For example, there is a question over how many years of AI-driven growth have already been priced in at NVIDIA after seeing its value explode over $640 billion in just six months. Sometimes, the price of admission can be too high regardless of the ride that is on offer. At the other end, Meta and Alphabet still have a long way to go before returning to the highs we saw back in 2021 despite being far larger and more profitable today than before the pandemic hit, which could see them be due a rerate to close the gap and regain their premium if the advertising market rebounds as hoped.
Will Big Tech earnings rebound in H2 2023?
The reason for the valuation gap becomes more apparent when we look at expectations for earnings growth for the rest of this year.
Amazon and NVIDIA, with some of the highest premiums, are expected to deliver the fastest growth, while Apple and Microsoft’s multiples better reflect their more tepid forecasts. Alphabet and Meta sit somewhere in between on the growth scale, reinforcing the idea that their valuation multiples could rise in the second half.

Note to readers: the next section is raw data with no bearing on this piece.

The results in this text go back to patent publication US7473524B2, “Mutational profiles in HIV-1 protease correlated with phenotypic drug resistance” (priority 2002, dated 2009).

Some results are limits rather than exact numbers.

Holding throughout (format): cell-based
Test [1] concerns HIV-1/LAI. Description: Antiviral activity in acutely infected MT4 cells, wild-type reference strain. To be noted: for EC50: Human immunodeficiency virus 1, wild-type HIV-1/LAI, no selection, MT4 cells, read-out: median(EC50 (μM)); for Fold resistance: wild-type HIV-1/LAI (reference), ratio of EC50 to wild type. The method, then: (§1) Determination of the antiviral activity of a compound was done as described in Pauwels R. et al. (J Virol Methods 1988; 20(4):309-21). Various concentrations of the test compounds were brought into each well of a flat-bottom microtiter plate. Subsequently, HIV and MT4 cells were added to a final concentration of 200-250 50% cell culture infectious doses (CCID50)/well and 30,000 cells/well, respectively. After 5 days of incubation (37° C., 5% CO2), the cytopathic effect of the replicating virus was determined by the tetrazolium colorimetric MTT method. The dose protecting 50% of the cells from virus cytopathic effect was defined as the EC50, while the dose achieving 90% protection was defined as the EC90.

The opposite is true for outlier Tesla, which enjoyed a better first half financially but is set to find things much tougher in the second. However, the stock continues to be driven more by its longer-term prospects compared to the rest of the group, and it has already unleashed new catalysts this year after opening up its charging network and boasting its AI credentials. Some analysts are starting to look at Tesla with a sum-of-parts valuation as it makes progress outside making and selling cars and we believe this will remain a key theme for the company in the second half.
Wall Street has a rosier outlook for Big Tech earnings in the second half partly because the majority will be facing easier comparatives as most saw profits struggle in the second half of 2022. But analysts have been, generally speaking, lowering their earnings estimates for Big Tech this year and have incorrectly predicted their bottom lines would bottom-out in recent quarters – suggesting forecasts should be taken with a pinch of salt.